“Please join me in remembering the good that Leo has done and pass it on. We’ve suffered a great loss but we’ve also received a wonderful gift in the time we were lucky enough to share with him. Leo accomplished so much in so little time. Thank you Leo, I love you so much and you will never be forgotten….Ever.”
Leo was one of about 50 dogs seized in the raid of Vick’s Bad Newz Kennels in Smithfield, Va.
Our Pack was one of several animal welfare groups that worked to rehabilitate the dogs. Leo was officially adopted by McClay and became a certified therapy dog, working with cancer patients and others.
(Photo: Leo and McClay, courtesy of Our Pack)
Posted by jwoestendiek December 20th, 2011 under Muttsblog.
Tags: animals, bad newz, death, died, disorder, dog fighting, dogfighting, dogs, kennels, leo, marthina mcclay, michael vick, our pack, pets, pit bulls, pitbulls, redemption, rehabilitation, seizure, therapy dog, vick dog
Lots of sports teams call themselves Lions, but the University of North Alabama boasts the only live lion mascots in the country — two of them.
I dropped by to see them– Leo III and Una — Friday. Ace, because I didn’t want to start a roaring contest, especially after our gas station run in with the big yellow dog, stayed in the air conditioned car with my son, who, living in Florence, had seen the lions many times before.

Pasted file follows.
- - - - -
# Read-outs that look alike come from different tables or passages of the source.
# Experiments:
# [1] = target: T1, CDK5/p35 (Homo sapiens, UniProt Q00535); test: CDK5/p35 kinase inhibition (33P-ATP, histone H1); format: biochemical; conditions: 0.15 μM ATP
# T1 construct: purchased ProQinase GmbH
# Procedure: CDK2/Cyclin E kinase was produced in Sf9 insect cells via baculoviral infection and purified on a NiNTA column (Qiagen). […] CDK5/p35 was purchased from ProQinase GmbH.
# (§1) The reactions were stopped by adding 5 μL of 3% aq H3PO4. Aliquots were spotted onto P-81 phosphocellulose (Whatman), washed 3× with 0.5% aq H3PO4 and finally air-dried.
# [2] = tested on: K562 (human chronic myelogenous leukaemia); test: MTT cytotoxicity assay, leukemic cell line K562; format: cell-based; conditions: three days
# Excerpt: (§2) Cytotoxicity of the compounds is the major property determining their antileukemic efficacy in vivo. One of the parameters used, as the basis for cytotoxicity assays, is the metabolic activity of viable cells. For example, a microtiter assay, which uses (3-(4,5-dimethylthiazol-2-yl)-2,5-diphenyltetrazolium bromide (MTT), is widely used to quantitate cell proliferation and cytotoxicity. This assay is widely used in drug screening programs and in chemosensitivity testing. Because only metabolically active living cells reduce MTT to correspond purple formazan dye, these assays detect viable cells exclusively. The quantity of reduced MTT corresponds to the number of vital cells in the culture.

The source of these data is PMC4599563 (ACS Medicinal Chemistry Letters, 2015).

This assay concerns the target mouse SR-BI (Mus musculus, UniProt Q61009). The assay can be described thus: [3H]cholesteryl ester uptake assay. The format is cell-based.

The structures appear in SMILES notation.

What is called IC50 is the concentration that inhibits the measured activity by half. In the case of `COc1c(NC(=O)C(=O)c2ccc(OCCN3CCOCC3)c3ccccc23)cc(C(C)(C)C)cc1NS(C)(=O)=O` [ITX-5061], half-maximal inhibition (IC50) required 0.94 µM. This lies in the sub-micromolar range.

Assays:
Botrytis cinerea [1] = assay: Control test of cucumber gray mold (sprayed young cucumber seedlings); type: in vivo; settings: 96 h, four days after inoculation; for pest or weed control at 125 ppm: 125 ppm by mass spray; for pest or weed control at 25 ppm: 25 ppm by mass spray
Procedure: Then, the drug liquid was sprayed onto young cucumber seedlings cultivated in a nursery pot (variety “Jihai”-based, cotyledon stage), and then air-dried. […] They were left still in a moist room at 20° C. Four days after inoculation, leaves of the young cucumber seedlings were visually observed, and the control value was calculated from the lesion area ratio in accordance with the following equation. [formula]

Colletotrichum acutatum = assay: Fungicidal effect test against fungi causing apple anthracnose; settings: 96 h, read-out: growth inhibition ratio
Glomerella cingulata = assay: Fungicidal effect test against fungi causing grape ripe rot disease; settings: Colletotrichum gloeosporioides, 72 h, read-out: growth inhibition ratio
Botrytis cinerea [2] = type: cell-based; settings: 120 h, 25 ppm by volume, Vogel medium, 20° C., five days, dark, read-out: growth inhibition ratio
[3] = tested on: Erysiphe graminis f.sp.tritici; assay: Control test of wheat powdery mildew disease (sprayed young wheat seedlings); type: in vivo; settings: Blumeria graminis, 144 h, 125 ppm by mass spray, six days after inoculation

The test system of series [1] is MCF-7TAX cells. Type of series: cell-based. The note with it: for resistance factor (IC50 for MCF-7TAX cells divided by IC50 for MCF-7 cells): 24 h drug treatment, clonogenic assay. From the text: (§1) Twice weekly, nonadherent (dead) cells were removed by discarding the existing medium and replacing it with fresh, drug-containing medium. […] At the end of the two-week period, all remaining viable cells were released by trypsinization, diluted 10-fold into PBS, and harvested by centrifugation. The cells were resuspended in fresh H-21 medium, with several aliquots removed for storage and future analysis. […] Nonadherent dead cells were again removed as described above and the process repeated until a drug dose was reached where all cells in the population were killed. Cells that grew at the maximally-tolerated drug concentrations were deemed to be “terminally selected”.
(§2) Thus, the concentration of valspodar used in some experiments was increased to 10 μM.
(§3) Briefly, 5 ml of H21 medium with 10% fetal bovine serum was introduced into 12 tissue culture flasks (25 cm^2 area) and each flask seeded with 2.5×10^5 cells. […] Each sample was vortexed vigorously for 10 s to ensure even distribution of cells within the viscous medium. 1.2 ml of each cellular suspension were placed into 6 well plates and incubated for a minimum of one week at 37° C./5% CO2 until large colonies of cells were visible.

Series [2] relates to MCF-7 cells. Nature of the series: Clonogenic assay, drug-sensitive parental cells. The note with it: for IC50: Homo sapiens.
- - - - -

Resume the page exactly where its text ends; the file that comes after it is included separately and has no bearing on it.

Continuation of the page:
Now 7 years old, they reside in the climate-controlled, 12,764-square-foot George H. Carroll Lion Habitat, which was built with a waterfall, babbling streams, two observatories, private dens with skylights, beamed ceilings and a shaded area provided by a thatched roof. The habitat cost $1.3 million. Feeding and caring for the lions cost $35,000 annually, all of which, like the habitat’s construction, is covered by charitable contributions. The habitat also boasts what it describes as the “largest kitty litter box in this part of the state.”
UNA‘s live lion mascot tradition began in 1974, when then-President Dr. Robert Guillot acquired a 12-pound lion cub, Leo I, from a Knoxville zoo.
Leo I lived 14 years, becoming a locally beloved mascot, and the outpouring of support after his death led to Leo II being brought to UNA in July 1988. Leo II, who Sports Illustrated once named the second best college mascot in the country, died in 2000.
Leo III and Una, born on November 18, 2002, were the first residents of the new habitat, which opened that year.
You can also see them via a university lioncam.
Tomorrow: Coon Dog Cemetery
To read all of Dog’s Country, click here.
Posted by jwoestendiek June 6th, 2010 under Muttsblog.
Tags: ace does american, alabama, animals, dog's country, dogscountry, florence, george h. carroll, habitat, leo, leo I, leo II, leo III, lion, lion cam, lioncam, lions, mascot, ohmidog!, pets, sports, teams, travels with ace, una, university of north alabama, webcam